Here are some more random landscape pictures.

We had fun playing Zomba (aka Crazy Rummy) one night and another night we listened to the Democratic Convention. Cape Breton proved to be much more mountainous than we thought and the scenery was great. A trip during sunshine would be even better.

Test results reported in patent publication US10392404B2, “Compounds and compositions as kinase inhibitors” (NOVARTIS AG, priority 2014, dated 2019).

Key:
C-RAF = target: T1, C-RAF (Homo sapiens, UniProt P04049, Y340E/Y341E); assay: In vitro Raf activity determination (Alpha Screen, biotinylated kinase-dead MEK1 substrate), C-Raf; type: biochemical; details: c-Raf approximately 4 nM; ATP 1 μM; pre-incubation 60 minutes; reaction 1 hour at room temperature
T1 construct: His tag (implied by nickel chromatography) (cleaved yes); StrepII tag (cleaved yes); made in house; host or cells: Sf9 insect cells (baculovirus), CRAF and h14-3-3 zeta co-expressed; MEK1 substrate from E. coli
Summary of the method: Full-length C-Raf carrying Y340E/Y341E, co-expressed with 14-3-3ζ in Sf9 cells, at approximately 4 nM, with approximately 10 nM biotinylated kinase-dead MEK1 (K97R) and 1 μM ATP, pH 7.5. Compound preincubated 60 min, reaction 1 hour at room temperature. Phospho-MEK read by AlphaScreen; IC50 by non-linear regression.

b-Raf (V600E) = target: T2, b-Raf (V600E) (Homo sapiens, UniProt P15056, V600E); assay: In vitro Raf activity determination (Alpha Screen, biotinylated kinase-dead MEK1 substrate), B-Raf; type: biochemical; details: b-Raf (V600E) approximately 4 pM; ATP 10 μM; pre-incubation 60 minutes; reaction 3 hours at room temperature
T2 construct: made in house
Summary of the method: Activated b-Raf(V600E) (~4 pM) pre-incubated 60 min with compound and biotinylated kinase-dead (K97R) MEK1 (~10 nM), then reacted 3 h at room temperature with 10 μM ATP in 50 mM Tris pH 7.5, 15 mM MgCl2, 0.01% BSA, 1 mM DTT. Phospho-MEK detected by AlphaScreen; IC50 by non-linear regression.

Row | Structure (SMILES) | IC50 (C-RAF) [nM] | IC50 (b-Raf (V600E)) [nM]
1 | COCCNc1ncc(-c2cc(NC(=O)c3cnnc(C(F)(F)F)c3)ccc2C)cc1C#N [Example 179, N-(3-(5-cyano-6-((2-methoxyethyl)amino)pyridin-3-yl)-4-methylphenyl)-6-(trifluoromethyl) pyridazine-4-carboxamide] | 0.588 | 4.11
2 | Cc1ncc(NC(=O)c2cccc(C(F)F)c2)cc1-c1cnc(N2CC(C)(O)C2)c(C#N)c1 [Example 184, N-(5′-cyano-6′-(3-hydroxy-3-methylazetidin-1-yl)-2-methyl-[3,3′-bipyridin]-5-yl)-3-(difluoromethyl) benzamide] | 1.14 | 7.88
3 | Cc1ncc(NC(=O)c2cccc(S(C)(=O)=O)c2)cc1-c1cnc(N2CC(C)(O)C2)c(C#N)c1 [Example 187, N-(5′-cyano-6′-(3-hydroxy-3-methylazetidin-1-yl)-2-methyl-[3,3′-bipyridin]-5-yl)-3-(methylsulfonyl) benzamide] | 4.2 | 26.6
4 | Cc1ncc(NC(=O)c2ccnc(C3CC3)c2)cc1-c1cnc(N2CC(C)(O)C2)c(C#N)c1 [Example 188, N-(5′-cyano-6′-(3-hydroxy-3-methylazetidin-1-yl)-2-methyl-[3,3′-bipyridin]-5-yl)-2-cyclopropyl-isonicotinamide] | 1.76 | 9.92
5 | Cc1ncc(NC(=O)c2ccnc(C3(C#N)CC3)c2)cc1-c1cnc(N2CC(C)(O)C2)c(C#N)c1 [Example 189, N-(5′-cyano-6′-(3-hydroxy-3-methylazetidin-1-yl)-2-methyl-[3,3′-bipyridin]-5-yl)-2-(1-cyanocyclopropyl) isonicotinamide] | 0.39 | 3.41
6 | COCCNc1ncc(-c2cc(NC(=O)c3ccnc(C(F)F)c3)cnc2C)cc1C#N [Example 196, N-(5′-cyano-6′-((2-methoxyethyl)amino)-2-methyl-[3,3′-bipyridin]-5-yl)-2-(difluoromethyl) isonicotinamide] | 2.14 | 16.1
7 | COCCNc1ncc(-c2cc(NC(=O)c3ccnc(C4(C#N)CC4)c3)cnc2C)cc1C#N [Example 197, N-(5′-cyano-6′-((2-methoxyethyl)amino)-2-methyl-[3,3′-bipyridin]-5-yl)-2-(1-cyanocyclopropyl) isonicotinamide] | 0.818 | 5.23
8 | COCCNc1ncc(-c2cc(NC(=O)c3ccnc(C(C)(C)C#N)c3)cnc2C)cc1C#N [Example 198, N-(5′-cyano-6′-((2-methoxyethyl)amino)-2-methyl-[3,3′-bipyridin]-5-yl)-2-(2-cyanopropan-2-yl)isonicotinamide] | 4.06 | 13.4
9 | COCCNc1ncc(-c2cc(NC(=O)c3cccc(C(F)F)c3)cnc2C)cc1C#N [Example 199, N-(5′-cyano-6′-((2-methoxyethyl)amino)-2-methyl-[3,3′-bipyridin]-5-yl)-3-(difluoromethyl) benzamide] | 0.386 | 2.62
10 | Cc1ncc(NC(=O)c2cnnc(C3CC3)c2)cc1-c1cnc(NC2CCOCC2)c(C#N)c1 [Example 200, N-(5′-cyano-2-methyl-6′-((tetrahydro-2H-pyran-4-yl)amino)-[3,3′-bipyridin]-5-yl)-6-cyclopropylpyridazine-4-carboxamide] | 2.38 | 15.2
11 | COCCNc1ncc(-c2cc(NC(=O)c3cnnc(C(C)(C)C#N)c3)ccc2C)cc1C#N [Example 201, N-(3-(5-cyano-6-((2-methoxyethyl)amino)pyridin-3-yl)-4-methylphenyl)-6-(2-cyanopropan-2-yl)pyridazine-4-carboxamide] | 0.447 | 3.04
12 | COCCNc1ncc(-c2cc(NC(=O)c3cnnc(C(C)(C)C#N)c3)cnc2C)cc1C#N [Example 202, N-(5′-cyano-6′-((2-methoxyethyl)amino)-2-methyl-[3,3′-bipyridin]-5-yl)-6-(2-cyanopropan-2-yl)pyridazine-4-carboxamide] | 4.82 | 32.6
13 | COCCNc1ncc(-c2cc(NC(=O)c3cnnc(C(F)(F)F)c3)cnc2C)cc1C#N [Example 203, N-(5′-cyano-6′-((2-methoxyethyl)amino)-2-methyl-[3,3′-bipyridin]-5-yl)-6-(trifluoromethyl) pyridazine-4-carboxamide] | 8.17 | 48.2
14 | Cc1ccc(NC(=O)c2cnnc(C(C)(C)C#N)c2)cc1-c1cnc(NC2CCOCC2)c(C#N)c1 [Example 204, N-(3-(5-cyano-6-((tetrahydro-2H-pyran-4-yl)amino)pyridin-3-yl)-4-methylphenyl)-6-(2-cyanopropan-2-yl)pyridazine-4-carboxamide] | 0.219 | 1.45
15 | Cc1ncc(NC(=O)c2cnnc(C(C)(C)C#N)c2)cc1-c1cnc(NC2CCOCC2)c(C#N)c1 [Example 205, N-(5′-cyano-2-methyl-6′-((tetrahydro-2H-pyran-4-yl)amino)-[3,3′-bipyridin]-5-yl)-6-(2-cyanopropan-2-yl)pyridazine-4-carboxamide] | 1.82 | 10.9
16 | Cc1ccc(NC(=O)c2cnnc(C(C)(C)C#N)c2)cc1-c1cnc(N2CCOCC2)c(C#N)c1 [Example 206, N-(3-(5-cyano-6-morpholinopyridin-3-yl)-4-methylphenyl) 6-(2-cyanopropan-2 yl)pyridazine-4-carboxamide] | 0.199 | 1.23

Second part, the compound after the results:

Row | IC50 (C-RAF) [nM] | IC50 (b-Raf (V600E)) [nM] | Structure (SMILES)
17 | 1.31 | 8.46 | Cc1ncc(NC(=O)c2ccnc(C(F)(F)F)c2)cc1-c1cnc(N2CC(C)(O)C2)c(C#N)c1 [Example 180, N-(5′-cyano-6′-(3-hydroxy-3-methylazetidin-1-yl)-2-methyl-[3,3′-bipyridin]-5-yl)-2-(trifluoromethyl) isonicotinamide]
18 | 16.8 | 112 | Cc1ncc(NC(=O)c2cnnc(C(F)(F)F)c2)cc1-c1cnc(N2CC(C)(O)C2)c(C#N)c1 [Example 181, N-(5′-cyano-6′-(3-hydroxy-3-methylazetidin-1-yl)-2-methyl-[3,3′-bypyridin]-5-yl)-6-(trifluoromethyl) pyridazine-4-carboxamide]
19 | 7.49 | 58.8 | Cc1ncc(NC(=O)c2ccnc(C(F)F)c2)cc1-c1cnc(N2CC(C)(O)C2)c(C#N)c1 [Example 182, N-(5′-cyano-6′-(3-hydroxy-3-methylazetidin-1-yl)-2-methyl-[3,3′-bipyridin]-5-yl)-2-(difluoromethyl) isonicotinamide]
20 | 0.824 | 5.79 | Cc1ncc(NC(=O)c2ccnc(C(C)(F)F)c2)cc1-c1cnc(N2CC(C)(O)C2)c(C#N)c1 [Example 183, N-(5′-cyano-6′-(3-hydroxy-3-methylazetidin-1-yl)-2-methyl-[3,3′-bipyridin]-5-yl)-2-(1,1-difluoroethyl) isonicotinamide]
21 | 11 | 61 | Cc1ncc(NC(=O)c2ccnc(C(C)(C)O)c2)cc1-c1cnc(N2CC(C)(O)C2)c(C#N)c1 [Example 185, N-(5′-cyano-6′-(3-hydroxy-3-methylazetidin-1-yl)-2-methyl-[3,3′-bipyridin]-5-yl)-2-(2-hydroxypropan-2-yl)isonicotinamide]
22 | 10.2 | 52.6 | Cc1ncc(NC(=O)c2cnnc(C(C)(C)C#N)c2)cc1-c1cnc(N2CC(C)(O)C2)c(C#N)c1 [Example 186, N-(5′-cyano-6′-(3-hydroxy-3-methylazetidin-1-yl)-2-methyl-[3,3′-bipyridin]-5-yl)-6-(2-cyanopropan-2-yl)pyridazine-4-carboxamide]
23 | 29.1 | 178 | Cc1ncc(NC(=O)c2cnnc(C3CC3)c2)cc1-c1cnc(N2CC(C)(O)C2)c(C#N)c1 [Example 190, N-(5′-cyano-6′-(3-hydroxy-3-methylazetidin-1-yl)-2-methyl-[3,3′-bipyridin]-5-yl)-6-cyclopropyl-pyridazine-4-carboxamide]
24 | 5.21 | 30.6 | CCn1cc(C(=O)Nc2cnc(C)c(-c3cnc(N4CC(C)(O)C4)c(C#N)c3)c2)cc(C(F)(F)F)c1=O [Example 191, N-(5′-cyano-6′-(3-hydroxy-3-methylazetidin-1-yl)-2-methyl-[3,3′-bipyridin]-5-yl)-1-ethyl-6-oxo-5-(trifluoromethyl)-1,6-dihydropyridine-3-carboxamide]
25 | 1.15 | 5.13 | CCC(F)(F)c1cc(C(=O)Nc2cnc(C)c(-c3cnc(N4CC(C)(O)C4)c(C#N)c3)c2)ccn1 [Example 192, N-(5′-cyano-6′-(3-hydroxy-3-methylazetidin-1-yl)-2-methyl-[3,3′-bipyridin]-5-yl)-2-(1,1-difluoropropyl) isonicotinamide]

Saturday, Aug. 30. Relocate to PEI. It was a 7 hour drive to our cottage in New London, PEI. It was a really, really long drive through Nova Scotia. First we had to drive southwest from Cape Breton. We crossed the Confederation Bridge, an 8 mile long bridge. Coming to the end of the bridge we saw beautiful rolling hills with fields and pastures and red dirt! The first stop on PEI was Gateway Village. It was a cute turn-of-the-century village with a huge visitor center and displays. We picked up some info and headed north to New London. We were enthralled with the landscape from the bridge north: rolling hills, farm fields, and lobster/mussel boats in the harbor. It was an absolutely lovely landscape. And the house we rented for the week (at half price because it's now the off season) is beautiful. And we have a great view of the New London Bay.